Abu Dhabi, UAETuesday 24 November 2020

CORONAVIRUS

UAE pupils prepare for first in-person exams since pandemic started

Pupils must wear masks, while invigilators of the International Baccalaureate exams will wear gloves

UAE pupils are returning to radically changed exam halls this month for the first in-person tests since the Covid-19 pandemic started.

International Baccalaureate tests are the first to take place since schools closed in March.

Pupils must wear masks, while invigilators will use gloves when touching exam papers.

Across the UAE’s IB schools, classes are being reorganised, rooms cordoned off and desks set to ensure physical distancing for the tests, which will run until November 13.

The majority of pupils sit the baccalaureate exams in the UAE in May, but the start of in-person exams marks a cautious return to normality.

We ask [families] to declare whether their child has displayed any symptoms of Covid-19 or come into contact with anyone showing symptoms

“Students have been already told of the rooms in which they will sit the exams and the social distancing measures we have in place in school,” said Amy Cooper, assistant principal at Gems Wellington Academy in Silicon Oasis, Dubai, which has four pupils sitting IB exams, in chemistry, biology, IT and psychology.

“We are asking families to declare any family holidays or travel plans over the upcoming long weekend. We will then again contact each family 24 hours before each exam, asking them to declare whether their child has displayed any symptoms of Covid-19 or come into contact with anyone showing symptoms.”

At least 43 schools offer the IB diploma programme in the UAE. It is becoming increasingly popular, with many pupils in the UAE preferring its focus on independent thinking.

Schools in the Emirates hold IB exams in May because the diploma programme has two sessions: May for the northern hemisphere and November for the southern hemisphere. UAE pupils sit for some exams held only in November or repeats.

Some schools prepared for next month’s tests by staging mock trials earlier this month. Greenfield International School in Dubai had 75 pupils get ready this way.

Greenfield International School in Dubai Investment Park. Greenfield International School
Greenfield International School in Dubai Investment Park. Greenfield International School

“All the pupils and invigilators had to wear masks and the children were seated almost two metres away from each other,” said Sarah Atienza, the school’s IB diploma co-ordinator.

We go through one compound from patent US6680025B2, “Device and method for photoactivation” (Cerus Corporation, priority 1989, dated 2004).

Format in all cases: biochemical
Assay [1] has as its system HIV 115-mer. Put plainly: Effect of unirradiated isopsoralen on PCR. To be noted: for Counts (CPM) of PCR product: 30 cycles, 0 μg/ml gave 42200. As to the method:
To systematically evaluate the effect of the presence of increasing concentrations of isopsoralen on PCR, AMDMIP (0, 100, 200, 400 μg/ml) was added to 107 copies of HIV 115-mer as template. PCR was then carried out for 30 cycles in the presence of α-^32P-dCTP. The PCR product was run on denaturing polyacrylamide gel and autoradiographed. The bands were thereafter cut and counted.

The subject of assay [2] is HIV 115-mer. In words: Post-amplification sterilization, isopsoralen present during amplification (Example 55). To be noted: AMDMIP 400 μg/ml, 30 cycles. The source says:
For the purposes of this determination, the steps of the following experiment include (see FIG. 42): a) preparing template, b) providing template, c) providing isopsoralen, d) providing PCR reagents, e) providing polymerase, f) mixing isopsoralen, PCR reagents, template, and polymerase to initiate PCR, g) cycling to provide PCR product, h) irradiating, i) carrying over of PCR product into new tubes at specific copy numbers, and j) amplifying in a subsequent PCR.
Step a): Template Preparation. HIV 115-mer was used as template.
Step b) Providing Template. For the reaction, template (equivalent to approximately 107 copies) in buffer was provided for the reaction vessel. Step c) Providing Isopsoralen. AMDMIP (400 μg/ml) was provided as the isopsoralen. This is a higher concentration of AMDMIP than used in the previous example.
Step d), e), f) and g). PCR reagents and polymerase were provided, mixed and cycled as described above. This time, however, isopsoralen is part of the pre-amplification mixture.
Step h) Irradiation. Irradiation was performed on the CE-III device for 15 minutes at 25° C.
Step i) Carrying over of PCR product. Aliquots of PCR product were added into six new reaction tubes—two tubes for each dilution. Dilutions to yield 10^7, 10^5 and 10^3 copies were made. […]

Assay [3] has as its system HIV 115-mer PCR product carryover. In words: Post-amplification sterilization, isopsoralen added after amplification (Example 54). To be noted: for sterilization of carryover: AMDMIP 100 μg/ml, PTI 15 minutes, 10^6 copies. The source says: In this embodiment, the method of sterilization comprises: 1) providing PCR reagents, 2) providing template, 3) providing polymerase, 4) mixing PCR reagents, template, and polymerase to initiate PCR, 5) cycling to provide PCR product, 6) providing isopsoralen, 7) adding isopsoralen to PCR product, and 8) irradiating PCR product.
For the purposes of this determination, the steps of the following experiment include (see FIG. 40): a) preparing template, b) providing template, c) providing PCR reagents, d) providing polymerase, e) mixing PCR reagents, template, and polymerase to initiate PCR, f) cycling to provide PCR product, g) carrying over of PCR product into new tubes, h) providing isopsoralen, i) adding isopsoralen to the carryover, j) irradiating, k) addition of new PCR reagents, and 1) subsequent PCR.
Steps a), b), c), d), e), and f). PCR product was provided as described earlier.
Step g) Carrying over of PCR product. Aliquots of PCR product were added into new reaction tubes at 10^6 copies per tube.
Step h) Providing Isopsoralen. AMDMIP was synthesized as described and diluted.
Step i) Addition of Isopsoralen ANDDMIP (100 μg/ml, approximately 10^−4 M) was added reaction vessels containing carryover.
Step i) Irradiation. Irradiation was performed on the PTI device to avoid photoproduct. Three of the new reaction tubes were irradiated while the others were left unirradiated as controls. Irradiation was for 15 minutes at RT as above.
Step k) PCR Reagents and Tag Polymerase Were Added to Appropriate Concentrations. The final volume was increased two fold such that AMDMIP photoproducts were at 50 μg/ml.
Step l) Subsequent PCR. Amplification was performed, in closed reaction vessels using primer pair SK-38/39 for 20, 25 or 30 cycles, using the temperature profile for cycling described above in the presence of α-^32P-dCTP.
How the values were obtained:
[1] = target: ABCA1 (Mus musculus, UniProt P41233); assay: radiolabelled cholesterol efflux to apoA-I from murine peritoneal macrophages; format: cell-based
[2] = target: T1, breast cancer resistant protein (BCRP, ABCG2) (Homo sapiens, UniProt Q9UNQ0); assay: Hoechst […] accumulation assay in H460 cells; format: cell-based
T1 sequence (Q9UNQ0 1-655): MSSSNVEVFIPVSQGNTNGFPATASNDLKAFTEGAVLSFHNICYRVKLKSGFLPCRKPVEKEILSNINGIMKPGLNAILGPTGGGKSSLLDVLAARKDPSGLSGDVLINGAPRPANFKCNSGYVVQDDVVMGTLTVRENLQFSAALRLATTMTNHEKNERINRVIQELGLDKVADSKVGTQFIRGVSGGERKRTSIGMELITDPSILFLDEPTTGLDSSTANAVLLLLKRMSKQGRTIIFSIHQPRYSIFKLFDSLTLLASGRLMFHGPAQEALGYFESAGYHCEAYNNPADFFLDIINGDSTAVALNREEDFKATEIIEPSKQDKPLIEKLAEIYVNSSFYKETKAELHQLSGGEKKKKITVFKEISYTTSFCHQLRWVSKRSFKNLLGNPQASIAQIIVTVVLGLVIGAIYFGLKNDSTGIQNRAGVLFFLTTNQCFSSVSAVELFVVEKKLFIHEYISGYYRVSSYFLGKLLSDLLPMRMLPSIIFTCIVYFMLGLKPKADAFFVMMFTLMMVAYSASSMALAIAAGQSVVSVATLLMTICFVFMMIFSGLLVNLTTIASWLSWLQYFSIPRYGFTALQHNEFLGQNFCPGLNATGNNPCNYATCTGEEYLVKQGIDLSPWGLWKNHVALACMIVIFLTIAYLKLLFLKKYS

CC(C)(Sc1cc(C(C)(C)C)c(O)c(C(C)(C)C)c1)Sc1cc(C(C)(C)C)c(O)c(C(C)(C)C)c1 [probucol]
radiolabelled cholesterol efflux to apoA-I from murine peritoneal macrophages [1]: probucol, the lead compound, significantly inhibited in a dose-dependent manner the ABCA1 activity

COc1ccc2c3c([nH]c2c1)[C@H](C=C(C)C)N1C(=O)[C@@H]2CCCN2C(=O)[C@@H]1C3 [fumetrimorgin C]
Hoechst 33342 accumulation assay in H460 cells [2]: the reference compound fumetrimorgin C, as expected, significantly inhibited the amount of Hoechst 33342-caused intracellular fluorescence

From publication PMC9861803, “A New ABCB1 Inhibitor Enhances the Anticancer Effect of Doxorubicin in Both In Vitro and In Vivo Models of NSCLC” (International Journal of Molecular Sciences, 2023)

“We know pupils might feel thirsty as they sit exams with masks on. We have allowed pupils to bring their own water bottles although food and drink are not allowed in exam halls.”

Only 15 children were in each class at a time and a block of the school building was cordoned so other pupils could not enter.

The safety guidelines from IB include maintaining social distance and ensuring pupils wear masks.

Edwin Humpel, a 17-year-old South African pupil at Greenfield, will sit his exam in Afrikaans in November, while the rest will be held in May. “We had mock exams that took place with safety measures in place and this helped me feel more comfortable about my upcoming exams,” he said.

Pupils were awarded grades on the basis of predicted scores and coursework in May but Edwin was looking forward to taking the test.

“I wanted to write my exams because these give an opportunity to show what you are capable of,” he said.

It is a similar story at Gems Wellington International School.

“We are pleased to be following the guidelines set by Dubai Health Authority and the Knowledge and Human Development Authority [Dubai’s schools regulator] in order that our students may take the examinations that will allow them to progress to their next stage of education,” said the school’s principal, Maryssa O’Connor.

“These examinations are essential for our pupils as it is an opportunity to express themselves in a form that they were unable to in the May examinations.”

A survey by International Baccalaureate Organisation in September regarding exams in November, found that 73 per cent of schools would be able to administer the exams using local guidelines, while 27 per cent of schools would not.

IB exams are set to finish on November 13.

Separately, it was announced on Wednesday that UAE schools will hold in-person exams next month with Covid-19 safety measures in place.

The Ministry of Education confirmed pupils at government and private schools that follow its curriculum will sit first-semester tests from November 15.

Updated: November 1, 2020 04:31 PM

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